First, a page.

Linked by David Adams on Sun 20th Jun 2010 03:06 UTC, submitted by fran
PDAs, Cellphones, Wireless Microsoft has Windows Mobile 6.x (on the way out) Windows Phone 7, Windows Embedded Standard 7, Windows Embedded Compact 7 and then Windows 7 for tablet PCs and netbooks. What this bevy of systems is missing is a coherent answer for the tablet form factor. Windows Embedded Compact 7, which is the OS aimed at the mobile sector, isn't yet released, and when it is, it won't have a uniform UI, but will depend on hardware vendors to customize. It's an appealing strategy from the vendors point of view, I guess because they get to differentiate their products from their competitors, but it's not a recipe for success.
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I didn't know the ipad is the device
by Phloptical on Sun 20th Jun 2010 14:57 UTC
Phloptical
Member since:
2006-10-10

to kill? Claiming it's the king of the hill, only a couple of months into it's lifecycle, is jumping the gun a little, don't you think? It's one tablet, that does things a little differently, but still has yet to have a home, and really do anything better than anyone else, or even the ipod touch for that matter.

Reply Score: 4

Moochman Member since:
2005-07-06

I think it is cool and yet simultaneous wish it death. It has less to do with market share and more to do with the fact that when Apple says jump everyone else follows. Let me elaborate:

When the iPhone came out, all the other smartphone makers jumped on the capacitive, keyboard-free bandwagon. Nowadays it's hard to get a smartphone in any other form factor. That sucks, particularly the lack of keyboard. I hate soft-keyboards, whether "magically" enhanced by Apple or not.

Same with the iPad: Now all the great netbook makers are, instead of coming out with innovative netbook ideas, channeling all their energies into creating iPad clones--keyboardless and capacitive. The capacitive aspect is especially annoying because it almost always means lack of stylus input--which is a crying shame on a device of that form factor.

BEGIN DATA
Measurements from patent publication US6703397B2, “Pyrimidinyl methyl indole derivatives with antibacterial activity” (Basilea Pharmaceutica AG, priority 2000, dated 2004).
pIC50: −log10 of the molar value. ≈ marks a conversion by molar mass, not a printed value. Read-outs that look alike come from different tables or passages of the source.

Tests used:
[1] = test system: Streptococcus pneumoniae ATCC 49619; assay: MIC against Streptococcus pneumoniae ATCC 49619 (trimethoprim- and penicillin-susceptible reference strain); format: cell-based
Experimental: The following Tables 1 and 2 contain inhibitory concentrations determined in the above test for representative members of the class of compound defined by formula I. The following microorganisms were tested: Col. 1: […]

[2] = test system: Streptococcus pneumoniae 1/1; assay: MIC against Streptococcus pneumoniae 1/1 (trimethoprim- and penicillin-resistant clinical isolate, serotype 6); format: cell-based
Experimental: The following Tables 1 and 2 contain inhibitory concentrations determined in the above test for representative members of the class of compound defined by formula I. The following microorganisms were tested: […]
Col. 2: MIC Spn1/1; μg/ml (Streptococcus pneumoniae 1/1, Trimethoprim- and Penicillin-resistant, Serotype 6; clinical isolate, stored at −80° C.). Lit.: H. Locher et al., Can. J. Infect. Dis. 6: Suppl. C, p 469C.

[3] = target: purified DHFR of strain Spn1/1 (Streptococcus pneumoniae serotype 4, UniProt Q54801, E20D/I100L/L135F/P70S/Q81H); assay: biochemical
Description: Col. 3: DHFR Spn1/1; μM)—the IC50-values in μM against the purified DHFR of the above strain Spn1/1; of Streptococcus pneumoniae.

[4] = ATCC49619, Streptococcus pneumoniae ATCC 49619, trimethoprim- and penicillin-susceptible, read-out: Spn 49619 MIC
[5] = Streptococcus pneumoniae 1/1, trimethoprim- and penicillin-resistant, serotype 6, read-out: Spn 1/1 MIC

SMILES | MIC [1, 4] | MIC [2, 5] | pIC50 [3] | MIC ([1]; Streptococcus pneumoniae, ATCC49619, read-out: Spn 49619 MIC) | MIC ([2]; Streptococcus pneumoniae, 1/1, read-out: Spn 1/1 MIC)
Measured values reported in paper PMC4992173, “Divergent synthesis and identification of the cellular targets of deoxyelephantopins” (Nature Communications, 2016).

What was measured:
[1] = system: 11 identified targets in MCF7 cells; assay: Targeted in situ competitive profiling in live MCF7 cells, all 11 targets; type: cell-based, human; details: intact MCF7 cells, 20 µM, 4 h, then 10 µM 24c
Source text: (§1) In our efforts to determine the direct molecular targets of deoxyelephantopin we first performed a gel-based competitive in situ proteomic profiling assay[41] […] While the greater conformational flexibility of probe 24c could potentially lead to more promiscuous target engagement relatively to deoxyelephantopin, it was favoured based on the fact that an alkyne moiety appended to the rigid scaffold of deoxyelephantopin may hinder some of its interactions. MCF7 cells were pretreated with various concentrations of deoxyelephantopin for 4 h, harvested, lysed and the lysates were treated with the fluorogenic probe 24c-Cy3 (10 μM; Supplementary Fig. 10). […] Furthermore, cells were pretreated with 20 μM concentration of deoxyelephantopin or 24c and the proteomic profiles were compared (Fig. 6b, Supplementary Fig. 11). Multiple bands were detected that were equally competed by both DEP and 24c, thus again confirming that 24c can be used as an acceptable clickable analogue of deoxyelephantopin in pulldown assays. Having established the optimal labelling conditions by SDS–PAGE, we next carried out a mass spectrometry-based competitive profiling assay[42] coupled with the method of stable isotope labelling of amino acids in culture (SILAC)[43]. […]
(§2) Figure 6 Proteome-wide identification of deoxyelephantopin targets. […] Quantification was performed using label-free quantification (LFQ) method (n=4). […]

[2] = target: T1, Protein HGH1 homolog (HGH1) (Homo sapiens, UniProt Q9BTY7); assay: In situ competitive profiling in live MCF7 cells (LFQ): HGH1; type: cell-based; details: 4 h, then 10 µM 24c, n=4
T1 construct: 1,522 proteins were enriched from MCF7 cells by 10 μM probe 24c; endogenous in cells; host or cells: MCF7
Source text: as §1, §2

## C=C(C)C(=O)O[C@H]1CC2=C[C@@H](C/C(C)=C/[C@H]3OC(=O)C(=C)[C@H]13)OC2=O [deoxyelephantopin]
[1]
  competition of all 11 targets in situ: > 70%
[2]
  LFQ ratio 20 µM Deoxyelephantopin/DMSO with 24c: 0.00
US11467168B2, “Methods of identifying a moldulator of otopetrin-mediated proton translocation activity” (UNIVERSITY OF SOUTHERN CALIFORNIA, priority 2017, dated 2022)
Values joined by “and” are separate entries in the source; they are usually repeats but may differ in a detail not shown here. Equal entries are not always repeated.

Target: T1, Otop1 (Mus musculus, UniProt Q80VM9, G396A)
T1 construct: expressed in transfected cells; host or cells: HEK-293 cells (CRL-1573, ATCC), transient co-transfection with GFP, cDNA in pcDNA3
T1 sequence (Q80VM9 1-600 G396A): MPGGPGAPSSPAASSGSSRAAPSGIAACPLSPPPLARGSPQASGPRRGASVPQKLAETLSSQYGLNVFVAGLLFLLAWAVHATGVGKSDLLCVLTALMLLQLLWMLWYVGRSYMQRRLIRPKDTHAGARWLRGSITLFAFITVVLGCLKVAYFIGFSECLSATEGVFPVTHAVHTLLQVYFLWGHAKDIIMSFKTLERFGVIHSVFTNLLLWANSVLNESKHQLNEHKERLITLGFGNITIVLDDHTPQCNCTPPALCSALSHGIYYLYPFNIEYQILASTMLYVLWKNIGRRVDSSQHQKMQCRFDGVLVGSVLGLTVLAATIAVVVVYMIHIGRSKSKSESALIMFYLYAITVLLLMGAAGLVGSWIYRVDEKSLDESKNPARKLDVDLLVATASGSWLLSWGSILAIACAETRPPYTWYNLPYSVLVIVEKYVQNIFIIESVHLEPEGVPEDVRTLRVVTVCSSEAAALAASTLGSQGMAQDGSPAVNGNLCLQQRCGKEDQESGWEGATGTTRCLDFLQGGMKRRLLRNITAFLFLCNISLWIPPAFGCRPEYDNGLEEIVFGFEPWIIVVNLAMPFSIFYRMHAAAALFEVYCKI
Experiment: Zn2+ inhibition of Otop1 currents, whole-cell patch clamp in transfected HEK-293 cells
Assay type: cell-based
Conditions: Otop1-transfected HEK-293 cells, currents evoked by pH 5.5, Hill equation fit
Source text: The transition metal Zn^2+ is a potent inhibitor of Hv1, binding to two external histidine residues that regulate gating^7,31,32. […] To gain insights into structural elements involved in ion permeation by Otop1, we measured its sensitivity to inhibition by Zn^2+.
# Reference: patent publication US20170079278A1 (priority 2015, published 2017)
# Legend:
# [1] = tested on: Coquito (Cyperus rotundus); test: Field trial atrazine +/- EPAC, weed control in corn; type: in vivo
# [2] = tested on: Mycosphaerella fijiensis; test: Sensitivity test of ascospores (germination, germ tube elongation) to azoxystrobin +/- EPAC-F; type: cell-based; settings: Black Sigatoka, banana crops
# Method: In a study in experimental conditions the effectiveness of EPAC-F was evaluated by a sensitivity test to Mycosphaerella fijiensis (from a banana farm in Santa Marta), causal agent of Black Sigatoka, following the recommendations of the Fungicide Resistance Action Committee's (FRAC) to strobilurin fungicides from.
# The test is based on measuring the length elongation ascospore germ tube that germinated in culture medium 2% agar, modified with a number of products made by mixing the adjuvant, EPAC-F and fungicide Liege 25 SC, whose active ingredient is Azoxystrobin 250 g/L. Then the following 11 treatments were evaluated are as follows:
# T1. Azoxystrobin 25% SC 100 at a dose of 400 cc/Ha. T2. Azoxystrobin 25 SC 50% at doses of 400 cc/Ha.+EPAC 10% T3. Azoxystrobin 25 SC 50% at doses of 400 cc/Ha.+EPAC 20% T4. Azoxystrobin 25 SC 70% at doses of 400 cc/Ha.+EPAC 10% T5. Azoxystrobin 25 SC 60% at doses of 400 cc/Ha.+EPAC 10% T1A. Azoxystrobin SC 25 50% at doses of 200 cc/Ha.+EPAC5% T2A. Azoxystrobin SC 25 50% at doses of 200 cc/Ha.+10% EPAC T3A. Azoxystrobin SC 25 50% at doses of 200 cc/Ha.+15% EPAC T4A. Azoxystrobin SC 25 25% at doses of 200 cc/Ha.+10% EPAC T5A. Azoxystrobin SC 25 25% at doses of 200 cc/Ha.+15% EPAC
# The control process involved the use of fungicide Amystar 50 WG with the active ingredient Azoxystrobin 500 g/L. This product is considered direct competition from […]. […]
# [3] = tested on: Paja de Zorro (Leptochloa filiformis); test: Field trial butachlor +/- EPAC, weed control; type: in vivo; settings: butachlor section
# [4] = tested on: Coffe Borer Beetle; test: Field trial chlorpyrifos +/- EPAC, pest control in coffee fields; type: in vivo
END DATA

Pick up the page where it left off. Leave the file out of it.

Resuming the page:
Unfortunately, the manufacturers let style trump substance, a game Apple always wins--so the copycat manufacturers are really just shooting themselves in the foot. If they were to offer something with distinct advantages over the iPhone, while still maintaining a high degree of style, fit and finish, they would have a lot more takers.

A few trailblazers like Asus offer netbooks with multitouch and stylus support, and I applaud them. Unfortunately though their current line suffers from Windows 7 slowness and mediocre build quality, which has limited its uptake. But at least they keep innovating instead of just copying others.

Edited 2010-06-20 22:38 UTC

Reply Parent Score: 4

mckill Member since:
2007-06-12

because Asus never copies anyone. Asus actually doesn't have a strategy which you seem to think, they just make average products and target every single market that they can.

they're just like Dell at the end of the day, they'd rather focus on market share than make a few great products.

Reply Parent Score: 3

gtada Member since:
2005-10-12

Innovation requires R&D. R&D requires a lot of money. Why not learn from the lessons learned by others?

You think the soft keyboards are a "style" thing? You're crazy. Most likely it's a cost issue related to manufacturing. Capacitive touchscreens are most likely expensive, and so are the keyboards. Physical keyboards add cost and add a potential point of failure. The smartphone market is hyper-competitive, and cost IS an issue. They probably chose to include one or the other (cap. touchscreen or keyboard), but I doubt it was a style issue.

When have netbooks ever been "innovative"? Again I think you're crazy. A miniature laptop is still just a laptop. Hell, Toshiba built their Libretto LAPTOP ages ago. This "netbook" thing was just a marketing ploy by Asus to sell their EEE's.

Dell had a Latitude XT laptop a few years back... multitouch and stylus support. The Asus "netbooks" are just smaller versions of that.

I have yet to see any true innovation from any netbook manufacturer. Apple did a lot of the heavy lifting and came out with a great solution; why wouldn't the others take advantage?

Reply Parent Score: 2

Phloptical Member since:
2006-10-10

I agree with you, in that, a competitor to Apple needs to produce a device that does not just give you the "Me Too" features, but truly innovates, and brings something new to the party.

For all the shininess and "Wow" factor, I'm sure there are must-have features that a competitor such as Google, or a hardware competitor like HTC can design into their product line. And I don't mean a forward facing camera. I don't think Apple thought of everything when it comes to the ipad.

Reply Parent Score: 2

tyrione Member since:
2005-11-21

to kill? Claiming it's the king of the hill, only a couple of months into it's lifecycle, is jumping the gun a little, don't you think? It's one tablet, that does things a little differently, but still has yet to have a home, and really do anything better than anyone else, or even the ipod touch for that matter.


In a year's time since it's first release and estimate 12+ million units sold you'll be rethinking your jumping the gun comment.

Hell, iPhone 4 will sell 2 to 3 times as many as the iPhone 3GS sold.

Reply Parent Score: 2